A bill aimed at preventing Georgia city and county governments from making deep cuts in the budgets of their local police agencies passed in the Georgia House of Representatives on Wednesday.
Sponsored by state Rep. Houston Gaines, R-Athens, the bill would limit local governments from reducing funds for police by more than 5% over a 10-year span. It includes exemptions for smaller jurisdictions and for spending on equipment purchases.
The bill passed 101-69 nearly along party lines, with three Democrats voting in favor. It now heads to the state Senate.
Speaking from the House floor on Wednesday, Gaines called policies to reduce funding for police a “radical idea” that would put police officers in danger and slow response times for emergencies.
“This legislation sends a strong message that we support our law enforcement officers and we will never defund police here in Georgia,” Gaines said. “When we have local governments that are out of control and putting lives at risk, we have to step in.”
Gaines also highlighted recent failed attempts by some Athens and Atlanta elected officials to slice millions of dollars from their police budgets amid protests over police brutality and racial injustice that swept across Georgia and the country last summer.
Critics called the funding restrictions a power grab by the state over local governments and argued it would stall efforts to fund other areas like mental health, housing and education that aim to keep people from landing in jail.
“The efforts to transfer funding from police departments is about addressing the root causes we are desperate to address,” said state Rep. Bee Nguyen, D-Atlanta. “This bill would shut down the necessary discourse leaders are having with their communities.”
Opposition to the bill also came from the Georgia Municipal Association and the Association County Commissioners of Georgia (ACCG), which represent city and county governments and argued police funding should be left to local officials.
Gaines’ bill comes after last summer’s protests following the high-profile killings of Black men by police officers, including the deaths of George Floyd in Minnesota and Rayshard Brooks in Atlanta.
Property destruction and violence at some of those protests sparked a backlash from conservative leaders over a push by some progressive officials to curb police funding, dubbed “defund the police.” The subject took center stage as an issue for both political parties in the 2020 election cycle.
Several Republican state lawmakers traced the need for the bill directly to those protests, saying police funding decisions have been politicized as a result.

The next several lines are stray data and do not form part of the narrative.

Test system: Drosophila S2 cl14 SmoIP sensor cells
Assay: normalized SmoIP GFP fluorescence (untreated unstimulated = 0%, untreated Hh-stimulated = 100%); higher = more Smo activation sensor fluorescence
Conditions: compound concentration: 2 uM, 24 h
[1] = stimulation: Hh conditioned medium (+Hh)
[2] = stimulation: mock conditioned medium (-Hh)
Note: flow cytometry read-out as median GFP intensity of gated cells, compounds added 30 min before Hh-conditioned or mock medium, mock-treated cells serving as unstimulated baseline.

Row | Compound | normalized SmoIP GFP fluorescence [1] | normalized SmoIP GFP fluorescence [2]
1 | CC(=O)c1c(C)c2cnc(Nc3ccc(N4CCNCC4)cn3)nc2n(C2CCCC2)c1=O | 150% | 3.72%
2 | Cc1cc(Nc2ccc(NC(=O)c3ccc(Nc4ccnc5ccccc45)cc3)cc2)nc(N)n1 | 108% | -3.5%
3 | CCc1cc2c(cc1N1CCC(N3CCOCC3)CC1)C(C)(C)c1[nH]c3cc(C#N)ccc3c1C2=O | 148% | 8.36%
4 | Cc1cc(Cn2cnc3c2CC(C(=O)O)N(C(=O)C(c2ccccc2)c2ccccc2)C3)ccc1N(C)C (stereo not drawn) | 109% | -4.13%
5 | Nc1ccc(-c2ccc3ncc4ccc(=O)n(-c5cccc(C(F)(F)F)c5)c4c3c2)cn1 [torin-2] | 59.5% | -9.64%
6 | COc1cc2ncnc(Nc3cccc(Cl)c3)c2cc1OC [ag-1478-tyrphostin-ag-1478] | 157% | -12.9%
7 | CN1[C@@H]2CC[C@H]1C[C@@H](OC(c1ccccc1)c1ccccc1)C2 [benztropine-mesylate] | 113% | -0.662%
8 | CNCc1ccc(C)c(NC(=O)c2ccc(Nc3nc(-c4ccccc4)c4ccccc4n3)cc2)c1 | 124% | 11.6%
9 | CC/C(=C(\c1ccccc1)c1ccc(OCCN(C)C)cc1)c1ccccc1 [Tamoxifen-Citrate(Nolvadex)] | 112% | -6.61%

“It is as much an answer to the politicization of an issue that has been made over the past few years,” said Rep. Alan Powell, R-Hartwell. “There’s one place you don’t need to defund and that’s public safety.”
Democratic lawmakers dismissed that way of framing the bill, arguing its intent instead is to let state officials pry into local affairs and ignore calls for more community-oriented policing in predominantly minority neighborhoods.
“This bill does absolutely nothing to increase or protect public safety,” said Rep. Renitta Shannon, D-Decatur. “There are better ways for the money to be spent and let us figure that out in our communities.”
Georgia Republicans have brought legislation in recent weeks to ease probation hardships for released offenders. Democratic lawmakers are pushing broad changes to arrest tactics like no-knock warrants, use-of-force training and civilian oversight of officer-involved shooting reviews.
A separate measure moving in the House to overhaul Georgia’s citizen’s arrest law has drawn bipartisan support, marking the major criminal-justice reform bill most likely to pass this year.
That bill would repeal state law allowing private citizens to detain someone who commits a crime in their presence or during an escape attempt. It would also let owners and employees in businesses detain those believed to have committed a crime on their property, so long as they’re handed over to local authorities within an hour.
Gaines’ bill also joins a handful of other measures critics have slammed as state overreach into local decisions, including a bill to block locals from banning certain energy sources that passed out of the House on Monday.